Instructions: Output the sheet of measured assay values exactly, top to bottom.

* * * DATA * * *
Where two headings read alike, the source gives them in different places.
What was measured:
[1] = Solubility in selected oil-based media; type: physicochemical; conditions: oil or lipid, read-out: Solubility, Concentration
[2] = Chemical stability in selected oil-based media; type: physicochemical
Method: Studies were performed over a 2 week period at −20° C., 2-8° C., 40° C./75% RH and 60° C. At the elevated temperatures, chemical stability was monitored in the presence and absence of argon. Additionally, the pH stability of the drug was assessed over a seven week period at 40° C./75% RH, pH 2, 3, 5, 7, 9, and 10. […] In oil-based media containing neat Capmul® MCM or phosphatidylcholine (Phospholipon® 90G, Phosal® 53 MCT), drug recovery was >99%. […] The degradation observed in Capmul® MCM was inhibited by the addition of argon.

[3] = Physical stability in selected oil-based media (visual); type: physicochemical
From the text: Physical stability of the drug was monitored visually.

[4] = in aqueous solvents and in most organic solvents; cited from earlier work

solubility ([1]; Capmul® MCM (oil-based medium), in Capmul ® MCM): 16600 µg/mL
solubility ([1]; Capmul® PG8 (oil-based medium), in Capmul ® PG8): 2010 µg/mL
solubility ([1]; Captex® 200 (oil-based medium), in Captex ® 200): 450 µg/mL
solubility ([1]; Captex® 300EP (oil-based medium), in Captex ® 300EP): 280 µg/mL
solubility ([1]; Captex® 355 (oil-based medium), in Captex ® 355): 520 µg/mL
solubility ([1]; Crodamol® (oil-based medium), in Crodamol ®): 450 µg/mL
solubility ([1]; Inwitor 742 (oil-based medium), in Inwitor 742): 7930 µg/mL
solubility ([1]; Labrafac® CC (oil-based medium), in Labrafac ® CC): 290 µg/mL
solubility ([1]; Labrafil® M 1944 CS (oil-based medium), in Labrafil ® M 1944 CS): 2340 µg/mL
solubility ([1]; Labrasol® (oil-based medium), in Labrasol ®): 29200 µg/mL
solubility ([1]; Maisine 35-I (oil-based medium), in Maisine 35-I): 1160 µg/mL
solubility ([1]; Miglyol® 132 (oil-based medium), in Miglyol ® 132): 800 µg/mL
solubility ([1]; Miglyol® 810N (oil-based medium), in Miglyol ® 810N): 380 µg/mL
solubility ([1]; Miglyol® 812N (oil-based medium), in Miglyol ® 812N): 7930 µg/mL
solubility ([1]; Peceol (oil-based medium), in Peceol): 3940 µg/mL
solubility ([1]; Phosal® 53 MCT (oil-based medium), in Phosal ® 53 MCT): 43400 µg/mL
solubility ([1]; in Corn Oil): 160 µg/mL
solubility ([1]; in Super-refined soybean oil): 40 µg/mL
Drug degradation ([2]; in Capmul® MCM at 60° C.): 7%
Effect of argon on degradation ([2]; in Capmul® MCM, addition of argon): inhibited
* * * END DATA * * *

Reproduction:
Where two headings read alike, the source gives them in different places.
What was measured:
[1] = Solubility in selected oil-based media; type: physicochemical; conditions: oil or lipid, read-out: Solubility, Concentration
[2] = Chemical stability in selected oil-based media; type: physicochemical
Method: Studies were performed over a 2 week period at −20° C., 2-8° C., 40° C./75% RH and 60° C. At the elevated temperatures, chemical stability was monitored in the presence and absence of argon. Additionally, the pH stability of the drug was assessed over a seven week period at 40° C./75% RH, pH 2, 3, 5, 7, 9, and 10. […] In oil-based media containing neat Capmul® MCM or phosphatidylcholine (Phospholipon® 90G, Phosal® 53 MCT), drug recovery was >99%. […] The degradation observed in Capmul® MCM was inhibited by the addition of argon.

[3] = Physical stability in selected oil-based media (visual); type: physicochemical
From the text: Physical stability of the drug was monitored visually.

[4] = in aqueous solvents and in most organic solvents; cited from earlier work

solubility ([1]; Capmul® MCM (oil-based medium), in Capmul ® MCM): 16600 µg/mL
solubility ([1]; Capmul® PG8 (oil-based medium), in Capmul ® PG8): 2010 µg/mL
solubility ([1]; Captex® 200 (oil-based medium), in Captex ® 200): 450 µg/mL
solubility ([1]; Captex® 300EP (oil-based medium), in Captex ® 300EP): 280 µg/mL
solubility ([1]; Captex® 355 (oil-based medium), in Captex ® 355): 520 µg/mL
solubility ([1]; Crodamol® (oil-based medium), in Crodamol ®): 450 µg/mL
solubility ([1]; Inwitor 742 (oil-based medium), in Inwitor 742): 7930 µg/mL
solubility ([1]; Labrafac® CC (oil-based medium), in Labrafac ® CC): 290 µg/mL
solubility ([1]; Labrafil® M 1944 CS (oil-based medium), in Labrafil ® M 1944 CS): 2340 µg/mL
solubility ([1]; Labrasol® (oil-based medium), in Labrasol ®): 29200 µg/mL
solubility ([1]; Maisine 35-I (oil-based medium), in Maisine 35-I): 1160 µg/mL
solubility ([1]; Miglyol® 132 (oil-based medium), in Miglyol ® 132): 800 µg/mL
solubility ([1]; Miglyol® 810N (oil-based medium), in Miglyol ® 810N): 380 µg/mL
solubility ([1]; Miglyol® 812N (oil-based medium), in Miglyol ® 812N): 7930 µg/mL
solubility ([1]; Peceol (oil-based medium), in Peceol): 3940 µg/mL
solubility ([1]; Phosal® 53 MCT (oil-based medium), in Phosal ® 53 MCT): 43400 µg/mL
solubility ([1]; in Corn Oil): 160 µg/mL
solubility ([1]; in Super-refined soybean oil): 40 µg/mL
Drug degradation ([2]; in Capmul® MCM at 60° C.): 7%
Effect of argon on degradation ([2]; in Capmul® MCM, addition of argon): inhibited